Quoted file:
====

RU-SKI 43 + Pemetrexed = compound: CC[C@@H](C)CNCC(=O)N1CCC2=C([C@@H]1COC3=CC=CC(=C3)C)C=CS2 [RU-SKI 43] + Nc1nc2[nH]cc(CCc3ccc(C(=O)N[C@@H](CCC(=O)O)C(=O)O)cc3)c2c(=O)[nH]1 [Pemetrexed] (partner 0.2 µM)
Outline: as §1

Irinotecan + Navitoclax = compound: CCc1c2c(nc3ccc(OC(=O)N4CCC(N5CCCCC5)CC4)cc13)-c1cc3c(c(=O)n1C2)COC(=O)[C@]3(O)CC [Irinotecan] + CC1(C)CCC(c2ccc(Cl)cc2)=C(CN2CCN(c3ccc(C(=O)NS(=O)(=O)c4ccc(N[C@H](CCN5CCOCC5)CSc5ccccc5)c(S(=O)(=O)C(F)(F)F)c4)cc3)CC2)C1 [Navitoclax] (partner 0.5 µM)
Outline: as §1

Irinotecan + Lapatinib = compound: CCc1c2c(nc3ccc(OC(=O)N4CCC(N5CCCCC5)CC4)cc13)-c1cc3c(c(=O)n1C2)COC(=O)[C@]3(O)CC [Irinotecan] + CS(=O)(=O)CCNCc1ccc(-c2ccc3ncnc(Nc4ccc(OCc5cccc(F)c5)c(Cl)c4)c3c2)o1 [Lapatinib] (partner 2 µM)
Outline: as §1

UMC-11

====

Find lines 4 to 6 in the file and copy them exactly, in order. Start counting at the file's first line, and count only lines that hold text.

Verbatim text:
Outline: as §1

Irinotecan + Lapatinib = compound: CCc1c2c(nc3ccc(OC(=O)N4CCC(N5CCCCC5)CC4)cc13)-c1cc3c(c(=O)n1C2)COC(=O)[C@]3(O)CC [Irinotecan] + CS(=O)(=O)CCNCc1ccc(-c2ccc3ncnc(Nc4ccc(OCc5cccc(F)c5)c(Cl)c4)c3c2)o1 [Lapatinib] (partner 2 µM)
Outline: as §1